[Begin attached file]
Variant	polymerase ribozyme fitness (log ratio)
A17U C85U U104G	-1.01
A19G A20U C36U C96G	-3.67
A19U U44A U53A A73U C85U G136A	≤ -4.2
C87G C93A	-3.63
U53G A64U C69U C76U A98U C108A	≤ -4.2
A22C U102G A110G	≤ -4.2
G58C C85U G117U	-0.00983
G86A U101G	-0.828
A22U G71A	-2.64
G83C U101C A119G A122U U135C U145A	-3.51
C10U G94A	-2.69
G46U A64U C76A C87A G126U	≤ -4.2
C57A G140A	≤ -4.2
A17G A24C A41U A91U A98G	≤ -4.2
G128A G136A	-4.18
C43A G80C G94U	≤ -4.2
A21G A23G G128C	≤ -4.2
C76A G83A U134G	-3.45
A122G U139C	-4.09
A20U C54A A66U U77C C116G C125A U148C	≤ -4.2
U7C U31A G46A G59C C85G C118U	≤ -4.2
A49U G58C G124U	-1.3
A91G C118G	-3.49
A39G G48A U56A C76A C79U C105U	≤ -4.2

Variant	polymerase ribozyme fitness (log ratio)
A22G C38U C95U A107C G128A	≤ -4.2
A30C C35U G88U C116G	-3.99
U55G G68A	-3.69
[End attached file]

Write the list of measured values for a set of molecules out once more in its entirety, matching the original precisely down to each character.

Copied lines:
Variant	polymerase ribozyme fitness (log ratio)
A17U C85U U104G	-1.01
A19G A20U C36U C96G	-3.67
A19U U44A U53A A73U C85U G136A	≤ -4.2
C87G C93A	-3.63
U53G A64U C69U C76U A98U C108A	≤ -4.2
A22C U102G A110G	≤ -4.2
G58C C85U G117U	-0.00983
G86A U101G	-0.828
A22U G71A	-2.64
G83C U101C A119G A122U U135C U145A	-3.51
C10U G94A	-2.69
G46U A64U C76A C87A G126U	≤ -4.2
C57A G140A	≤ -4.2
A17G A24C A41U A91U A98G	≤ -4.2
G128A G136A	-4.18
C43A G80C G94U	≤ -4.2
A21G A23G G128C	≤ -4.2
C76A G83A U134G	-3.45
A122G U139C	-4.09
A20U C54A A66U U77C C116G C125A U148C	≤ -4.2
U7C U31A G46A G59C C85G C118U	≤ -4.2
A49U G58C G124U	-1.3
A91G C118G	-3.49
A39G G48A U56A C76A C79U C105U	≤ -4.2

Variant	polymerase ribozyme fitness (log ratio)
A22G C38U C95U A107C G128A	≤ -4.2
A30C C35U G88U C116G	-3.99
U55G G68A	-3.69